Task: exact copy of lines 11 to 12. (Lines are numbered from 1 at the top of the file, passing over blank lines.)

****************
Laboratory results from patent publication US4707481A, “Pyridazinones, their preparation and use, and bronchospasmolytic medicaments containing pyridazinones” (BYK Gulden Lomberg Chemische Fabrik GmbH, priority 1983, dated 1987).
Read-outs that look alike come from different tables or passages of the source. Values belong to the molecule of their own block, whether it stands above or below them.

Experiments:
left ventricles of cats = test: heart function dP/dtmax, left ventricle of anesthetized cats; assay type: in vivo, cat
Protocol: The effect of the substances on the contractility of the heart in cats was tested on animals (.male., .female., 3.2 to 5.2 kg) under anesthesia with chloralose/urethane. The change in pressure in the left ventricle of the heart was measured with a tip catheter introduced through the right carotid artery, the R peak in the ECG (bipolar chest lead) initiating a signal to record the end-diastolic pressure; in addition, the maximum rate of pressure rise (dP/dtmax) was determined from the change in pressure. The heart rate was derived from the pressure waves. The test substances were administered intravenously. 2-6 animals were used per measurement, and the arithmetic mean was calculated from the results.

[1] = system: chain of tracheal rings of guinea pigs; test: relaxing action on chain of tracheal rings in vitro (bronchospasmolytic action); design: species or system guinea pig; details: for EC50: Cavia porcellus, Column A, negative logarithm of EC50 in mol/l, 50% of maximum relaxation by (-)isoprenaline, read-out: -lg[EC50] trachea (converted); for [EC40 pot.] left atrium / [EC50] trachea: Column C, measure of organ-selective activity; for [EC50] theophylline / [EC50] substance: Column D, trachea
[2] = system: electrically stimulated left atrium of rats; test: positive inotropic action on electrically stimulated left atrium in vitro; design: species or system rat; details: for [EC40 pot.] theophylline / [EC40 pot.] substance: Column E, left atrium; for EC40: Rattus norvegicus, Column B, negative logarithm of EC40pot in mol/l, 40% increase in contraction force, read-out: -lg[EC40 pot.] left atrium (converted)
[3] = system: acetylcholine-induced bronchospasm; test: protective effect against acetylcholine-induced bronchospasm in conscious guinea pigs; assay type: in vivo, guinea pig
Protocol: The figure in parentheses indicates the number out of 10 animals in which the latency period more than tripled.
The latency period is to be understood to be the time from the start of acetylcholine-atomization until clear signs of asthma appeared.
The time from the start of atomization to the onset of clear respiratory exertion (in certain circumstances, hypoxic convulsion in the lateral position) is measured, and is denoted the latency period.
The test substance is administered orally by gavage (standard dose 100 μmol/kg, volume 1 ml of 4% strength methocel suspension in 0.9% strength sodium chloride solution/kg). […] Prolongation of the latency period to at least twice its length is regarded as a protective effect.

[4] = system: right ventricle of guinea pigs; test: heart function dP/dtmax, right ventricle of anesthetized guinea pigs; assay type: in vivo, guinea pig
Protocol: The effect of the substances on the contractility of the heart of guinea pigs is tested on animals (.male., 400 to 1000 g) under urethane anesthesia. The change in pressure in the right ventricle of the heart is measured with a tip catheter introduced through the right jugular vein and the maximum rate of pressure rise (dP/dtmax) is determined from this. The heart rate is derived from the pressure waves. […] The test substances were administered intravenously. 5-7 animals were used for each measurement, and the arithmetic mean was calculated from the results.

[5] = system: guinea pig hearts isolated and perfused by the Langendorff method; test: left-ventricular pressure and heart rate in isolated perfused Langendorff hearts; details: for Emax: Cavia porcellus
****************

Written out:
The time from the start of atomization to the onset of clear respiratory exertion (in certain circumstances, hypoxic convulsion in the lateral position) is measured, and is denoted the latency period.
The test substance is administered orally by gavage (standard dose 100 μmol/kg, volume 1 ml of 4% strength methocel suspension in 0.9% strength sodium chloride solution/kg). […] Prolongation of the latency period to at least twice its length is regarded as a protective effect.